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Avis et commentaires pour l'étudiant pour Internet Giants: The Law and Economics of Media Platforms par Université de Chicago

4.8
681 notes
130 avis

À propos du cours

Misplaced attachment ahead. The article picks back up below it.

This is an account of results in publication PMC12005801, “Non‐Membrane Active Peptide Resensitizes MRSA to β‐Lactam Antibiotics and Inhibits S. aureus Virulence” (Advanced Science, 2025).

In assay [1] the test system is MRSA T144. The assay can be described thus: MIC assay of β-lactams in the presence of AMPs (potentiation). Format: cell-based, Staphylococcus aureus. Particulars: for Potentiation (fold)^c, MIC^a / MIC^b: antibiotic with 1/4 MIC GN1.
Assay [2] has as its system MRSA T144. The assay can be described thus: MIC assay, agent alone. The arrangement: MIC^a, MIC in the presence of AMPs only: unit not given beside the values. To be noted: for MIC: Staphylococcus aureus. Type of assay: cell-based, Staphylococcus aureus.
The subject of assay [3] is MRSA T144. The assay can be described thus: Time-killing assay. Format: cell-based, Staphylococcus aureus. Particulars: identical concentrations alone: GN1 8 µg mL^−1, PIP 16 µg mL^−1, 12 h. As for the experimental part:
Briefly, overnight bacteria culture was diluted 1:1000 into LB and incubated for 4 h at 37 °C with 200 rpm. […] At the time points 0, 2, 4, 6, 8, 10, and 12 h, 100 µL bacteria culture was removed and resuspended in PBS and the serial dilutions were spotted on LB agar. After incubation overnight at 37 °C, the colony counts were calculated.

This seven-week course will explore the relationship between law and technology with a strong focus on the law of the United States with some comparisons to laws around the world, especially in Europe. Tech progress is an important source of economic growth and raises broader questions about the human condition, including how culture evolves and who controls that evolution. Technology also matters in countless other ways as it often establishes the framework in which governments interact with their citizens, both in allowing speech and blocking it and in establishing exactly what the boundaries are between private life and the government. And technology itself is powerfully shaped by the laws that apply in areas as diverse as copyright, antitrust, patents, privacy, speech law and the regulation of networks. The course will explore seven topics: 1. Microsoft: The Desktop vs. The Internet. We will start with a look at the technology path that led to the first personal computer in early 1975, the Altair 8800. That path starts with the vacuum tube, moves to transistors, then to integrated circuits and finally to the microprocessor. We will look at the early days of software on the personal computer and the competition between selling software and open-source approaches as well as the problem of software piracy. We will discus the public good nature of software. The 1981 launch of the IBM PC revolutionized the personal computer market and started the path to Microsoft's powerful position and eventual monopoly in that market with the selection of MS-DOS. We then turn to four antitrust cases against Microsoft: (1) the 1994 U.S. case relating to MS-DOS licensing practices; (2) the U.S. antitrust middleware case over Microsoft’s response to Netscape Navigator; (3) the European Union case regarding Windows Media Player; and (4) the EU browser case over Internet Explorer. These disputes arose at the point of maximal competition between the free-standing personal computer and the Internet world that would come after it and we may know enough now to assess how these cases influenced that competition. 2. Google Emerges (and the World Responds). Google has emerged as one of the dominant platforms of the Internet era and that has led to corresponding scrutiny by regulators throughout the world. Decisions that Google makes about its algorithm can be life altering. Individuals are finding it more difficult to put away past mistakes, as Google never forgets, and businesses can find that their sales plummet if Google moves them from the first page of search results to a later page. With great power comes scrutiny and we will look at how government regulators have evaluated how Google has exercised its power. Both the U.S. Federal Trade Commission and the European Union have undertaken substantial investigations of Google’s practices and we will look at both of those. 3. Smartphones. The Internet started on the desktop but the Internet is increasingly mobile and people are seemingly tethered to their smartphones and tablets. And we have seen an interesting shift in that market away from Nokia handsets and the Blackberry to Apple's iPhone and its iOS platform and to the Android platform. The legal infrastructure of smartphones and tablets is extraordinarily complex. We will start by looking at U.S. spectrum policy and the effort to free up 500 megahertz of spectrum. We will look at the activities of standard setting organizations, including the IEEE and the creation of the 802.11 standard and Wi-Fi (or, if you prefer, wifi), the creation of patent pools and the regulation of standard essential patents. We will look at the FTC action against Google/Motorola Mobility and Apple's lawsuit against Samsung over utility and design patents relating to the iPhone. Finally, we will take a brief look at the European Commission's investigation into the Android platform. 4. Nondiscrimination and Network Neutrality. Facebook has more than 1 billion users and measure that against a world population of roughly 7 billion and a total number of Internet users of roughly 2.5 billion. A course on law and technology simply has to grapple with the basic framework for regulating the Internet and a key idea there is the notion of network neutrality. Nondiscrimination obligations are frequent in regulated network industries, but at the same, discrimination can be an important tool of design for communication networks. We will start our look at the Internet by looking at the great first communications network of the United States, the post office and will look in particular at the Post Office Act of 1845. We will then move to modern times and will consider efforts by the U.S. Federal Communications Commission to produce sensible and sustainable nondiscrimination conditions for the Internet and will touch briefly on comparisons from around the world. 5. The Day the Music Died? In many ways, the Internet came first to music with the rise of peer-to-peer (p2p) music sharing through Napster and its successors. We start with a look into music platform history and the devices that brought recorded music into the home: the phonograph and the player piano. We turn to radio and the legal regime that puts music on the airwaves, the performing rights organizations like ASCAP and BMI. We look at the antitrust issues associated with the blanket license. We consider a failed music platform, digital audio tape, and the complicated legal regime associated with it, the Audio Home Recording Act of 1992. We will consider the copyright issues raised by the creation and distribution of music and the litigation over the p2p technologies such as Napster and Grokster. The music industry responded to p2p technology by adding digital rights management tools to CDs. As music distribution switched from physical media to digital distribution, we entered the world of Apple and the iPod and iTunes. We consider the DRM issues associated with Apple's music platform as seen by Steve Jobs. We conclude by looking at emerging subscription services like Spotify and the service that Apple is building based on its purchase of Beats. 6. Video: Listening and Watching. Images are some of the most powerful ways in which ideas and speech are communicated and video has long been regulated by the state. That starts as a communications law issue with government regulation of the radio spectrum, but also leads to the design of the television system with the assignment of channels and eventually the definition of digital television. And with the emergence first of cable TV and subsequently the VCR critical copyright roadblocks had to be overcome for new distribution technologies to emerge. We will consider the legal engineering that led to the DVD platform, which was an exercise in patent pools and trademark creation. We will sort through the creation of the digital TV platform and will also look at the copyright underpinnings for Netflix. And we will consider the question of technology neutrality in the content of the copyright fight over a new video distribution entrant, Aereo. Finally, we close the week with a brief look at the incentive spectrum auctions and the possible end of broadcast television. 7. The Mediated Book. Gutenberg revolutionized books with his printing press and for academics, books are sacred objects. But the printed book is on the run and with the rise of the ebook, we are entering a new era, the era of the mediated book. This is more than just a change in technology. We will look at the issues created by the rise of the ebook, issues about control over content and licensing and of the privacy of thought itself. We will also look at the legal skirmishes over this space, including the copyright fair use litigation over Google Books, the Apple e-book antitrust case. And we will look at the Amazon Kindle platform....